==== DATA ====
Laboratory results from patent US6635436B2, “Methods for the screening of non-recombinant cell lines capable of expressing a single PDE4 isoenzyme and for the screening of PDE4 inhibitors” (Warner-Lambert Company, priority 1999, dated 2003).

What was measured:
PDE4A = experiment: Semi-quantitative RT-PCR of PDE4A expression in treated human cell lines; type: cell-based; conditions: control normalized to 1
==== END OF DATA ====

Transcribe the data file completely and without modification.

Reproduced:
Laboratory results from patent US6635436B2, “Methods for the screening of non-recombinant cell lines capable of expressing a single PDE4 isoenzyme and for the screening of PDE4 inhibitors” (Warner-Lambert Company, priority 1999, dated 2003).

What was measured:
PDE4A = experiment: Semi-quantitative RT-PCR of PDE4A expression in treated human cell lines; type: cell-based; conditions: control normalized to 1